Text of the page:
Assuming for the sake of argument, and only for the sake of argument, that the Comelec could delegate to a private foreign corporation the technical aspect of its authority and duty to conduct a national election, the law on automated voting, and the contract between the Comelec and Smartmatic on the use of the PCOS machines, prescribed a number of built-in safety features and accuracy mechanisms. These included the source code, the digital signatures, the voter verification mechanism, the ultra-violet marker, etc.

The Melo Comelec removed all of these, illegally, and it has remained an unpunished crime. This automatically rendered the use of the voting machines invalid and illegal, and the “results” drawn therefrom equally invalid and illegal. No invalid process can produce a valid result.

* Homobono Adaza and Herman Tiu Laurel have petitioned the Supreme Court seeking to invalidate the whole 2010 elections. And some UP professors have filed criminal charges with the Ombudsman against the members of the Melo Commission for tampering with the PCOS machines and corrupting the elections.

There has been no action either from the Supreme Court or from the Ombudsman.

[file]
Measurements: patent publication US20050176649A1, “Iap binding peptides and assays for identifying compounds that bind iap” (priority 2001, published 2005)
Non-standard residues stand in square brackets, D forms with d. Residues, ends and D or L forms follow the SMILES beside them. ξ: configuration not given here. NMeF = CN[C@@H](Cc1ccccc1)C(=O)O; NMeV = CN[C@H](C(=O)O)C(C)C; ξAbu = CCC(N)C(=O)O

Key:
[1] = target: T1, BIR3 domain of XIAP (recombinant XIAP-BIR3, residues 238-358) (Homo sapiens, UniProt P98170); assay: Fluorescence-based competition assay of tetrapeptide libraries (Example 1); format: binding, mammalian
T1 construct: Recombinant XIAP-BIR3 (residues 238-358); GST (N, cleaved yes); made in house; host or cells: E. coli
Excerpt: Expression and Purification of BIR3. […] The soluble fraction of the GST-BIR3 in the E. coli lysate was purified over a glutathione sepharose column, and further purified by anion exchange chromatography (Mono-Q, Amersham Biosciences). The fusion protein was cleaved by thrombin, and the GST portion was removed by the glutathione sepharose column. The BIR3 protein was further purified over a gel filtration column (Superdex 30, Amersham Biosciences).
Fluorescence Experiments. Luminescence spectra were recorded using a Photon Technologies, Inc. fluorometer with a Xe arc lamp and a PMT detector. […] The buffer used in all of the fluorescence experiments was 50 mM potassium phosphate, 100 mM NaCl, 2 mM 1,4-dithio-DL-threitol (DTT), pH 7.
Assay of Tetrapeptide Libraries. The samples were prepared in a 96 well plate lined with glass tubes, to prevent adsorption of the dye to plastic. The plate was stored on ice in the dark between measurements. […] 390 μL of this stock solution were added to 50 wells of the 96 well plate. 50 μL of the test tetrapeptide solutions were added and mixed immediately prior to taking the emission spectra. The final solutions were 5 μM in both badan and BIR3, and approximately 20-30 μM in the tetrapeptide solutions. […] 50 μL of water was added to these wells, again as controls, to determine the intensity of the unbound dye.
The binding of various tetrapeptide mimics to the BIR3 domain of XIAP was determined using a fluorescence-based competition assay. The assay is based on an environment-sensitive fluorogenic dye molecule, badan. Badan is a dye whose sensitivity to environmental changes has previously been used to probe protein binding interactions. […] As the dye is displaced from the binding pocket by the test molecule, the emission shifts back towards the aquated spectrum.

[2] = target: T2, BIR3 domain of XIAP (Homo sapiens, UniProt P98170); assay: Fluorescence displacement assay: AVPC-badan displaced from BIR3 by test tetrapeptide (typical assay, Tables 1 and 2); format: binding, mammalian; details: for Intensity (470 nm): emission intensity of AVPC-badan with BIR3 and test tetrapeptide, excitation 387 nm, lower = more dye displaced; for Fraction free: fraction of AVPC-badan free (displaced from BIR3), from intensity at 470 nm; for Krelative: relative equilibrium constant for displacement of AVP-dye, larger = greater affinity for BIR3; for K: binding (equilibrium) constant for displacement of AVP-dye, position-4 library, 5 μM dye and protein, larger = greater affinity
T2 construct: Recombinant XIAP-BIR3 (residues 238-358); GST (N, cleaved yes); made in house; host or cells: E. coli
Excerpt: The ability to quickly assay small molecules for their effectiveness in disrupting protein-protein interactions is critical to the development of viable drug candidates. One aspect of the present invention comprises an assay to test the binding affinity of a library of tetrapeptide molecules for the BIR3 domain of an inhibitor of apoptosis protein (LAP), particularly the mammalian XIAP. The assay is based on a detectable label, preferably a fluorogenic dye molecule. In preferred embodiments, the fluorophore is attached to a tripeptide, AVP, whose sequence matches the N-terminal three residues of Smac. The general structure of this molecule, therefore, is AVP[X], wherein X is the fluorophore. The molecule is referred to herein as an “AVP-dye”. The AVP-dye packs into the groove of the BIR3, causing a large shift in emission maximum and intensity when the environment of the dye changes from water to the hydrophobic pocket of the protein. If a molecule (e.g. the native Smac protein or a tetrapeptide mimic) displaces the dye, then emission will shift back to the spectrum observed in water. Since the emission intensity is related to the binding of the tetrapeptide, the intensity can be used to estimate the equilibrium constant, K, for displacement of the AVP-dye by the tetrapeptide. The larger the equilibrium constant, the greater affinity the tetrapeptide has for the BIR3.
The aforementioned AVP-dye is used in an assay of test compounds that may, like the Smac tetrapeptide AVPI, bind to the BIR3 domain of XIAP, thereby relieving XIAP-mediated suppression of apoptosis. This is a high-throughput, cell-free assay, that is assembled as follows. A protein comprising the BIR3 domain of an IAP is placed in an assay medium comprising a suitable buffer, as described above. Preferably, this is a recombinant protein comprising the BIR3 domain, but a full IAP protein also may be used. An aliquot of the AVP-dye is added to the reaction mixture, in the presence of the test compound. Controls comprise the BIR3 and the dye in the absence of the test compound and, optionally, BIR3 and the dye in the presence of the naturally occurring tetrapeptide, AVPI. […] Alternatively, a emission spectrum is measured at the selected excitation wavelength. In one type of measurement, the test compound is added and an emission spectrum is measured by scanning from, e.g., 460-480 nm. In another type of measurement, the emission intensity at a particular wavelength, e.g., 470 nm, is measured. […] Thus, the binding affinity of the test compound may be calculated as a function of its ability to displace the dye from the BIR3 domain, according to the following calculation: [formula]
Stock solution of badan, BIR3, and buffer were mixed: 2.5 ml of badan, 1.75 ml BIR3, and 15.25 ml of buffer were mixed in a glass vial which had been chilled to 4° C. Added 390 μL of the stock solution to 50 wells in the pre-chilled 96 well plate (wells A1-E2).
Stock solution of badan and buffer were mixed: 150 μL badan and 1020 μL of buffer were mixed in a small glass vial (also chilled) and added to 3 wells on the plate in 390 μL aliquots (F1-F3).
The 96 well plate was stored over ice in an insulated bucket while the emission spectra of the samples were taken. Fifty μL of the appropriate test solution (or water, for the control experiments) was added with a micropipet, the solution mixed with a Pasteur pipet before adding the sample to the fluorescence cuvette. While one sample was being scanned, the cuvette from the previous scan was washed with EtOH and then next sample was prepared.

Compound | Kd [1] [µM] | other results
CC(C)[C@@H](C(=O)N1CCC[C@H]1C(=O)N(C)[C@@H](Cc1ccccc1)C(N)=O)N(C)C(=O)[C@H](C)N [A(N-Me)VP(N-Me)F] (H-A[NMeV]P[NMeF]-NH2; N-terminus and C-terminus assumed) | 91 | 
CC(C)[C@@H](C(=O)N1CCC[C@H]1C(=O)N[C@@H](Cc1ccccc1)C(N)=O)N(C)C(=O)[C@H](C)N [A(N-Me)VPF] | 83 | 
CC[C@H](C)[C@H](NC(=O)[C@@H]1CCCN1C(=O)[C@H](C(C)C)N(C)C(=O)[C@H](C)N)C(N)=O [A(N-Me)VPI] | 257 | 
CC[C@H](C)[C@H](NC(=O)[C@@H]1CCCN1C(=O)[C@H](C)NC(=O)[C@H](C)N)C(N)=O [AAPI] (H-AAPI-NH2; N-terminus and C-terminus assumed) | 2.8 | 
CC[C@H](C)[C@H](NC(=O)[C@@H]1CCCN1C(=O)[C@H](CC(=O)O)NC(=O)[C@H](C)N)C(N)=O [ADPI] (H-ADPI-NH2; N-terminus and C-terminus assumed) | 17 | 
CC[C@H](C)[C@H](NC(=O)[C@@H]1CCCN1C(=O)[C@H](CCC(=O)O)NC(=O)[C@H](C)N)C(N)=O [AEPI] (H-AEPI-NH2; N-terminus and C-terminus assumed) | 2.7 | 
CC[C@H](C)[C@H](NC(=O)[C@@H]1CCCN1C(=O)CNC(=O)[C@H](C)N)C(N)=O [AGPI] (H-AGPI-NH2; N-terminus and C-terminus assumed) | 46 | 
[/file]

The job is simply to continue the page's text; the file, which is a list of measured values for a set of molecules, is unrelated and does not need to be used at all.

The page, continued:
FROM WIKIPEDIA: The Philippine presidential and vice presidential elections of 2010 were held on Monday, May 10, 2010. The ruling President of the Philippines, Gloria Macapagal-Arroyo, was barred from seeking re-election by the 1987 Constitution, thus necessitating an election to select the 15th President. Incumbent Vice-President Noli de Castro was allowed to seek re-election though he could have possibly sought the presidency. As he didn't offer himself in any manner of candidacy at the election, his successor was determined as the 15th Vice President of the Philippines. This election was also the first time that the Commission of Elections (COMELEC) implemented full automation of elections, pursuant to Republic Act 9369, “An act authorizing the Commission on Elections to use an Automated Election System in the May 11, 1998 National or Local Elections and in subsequent National And Local Electoral Exercises”.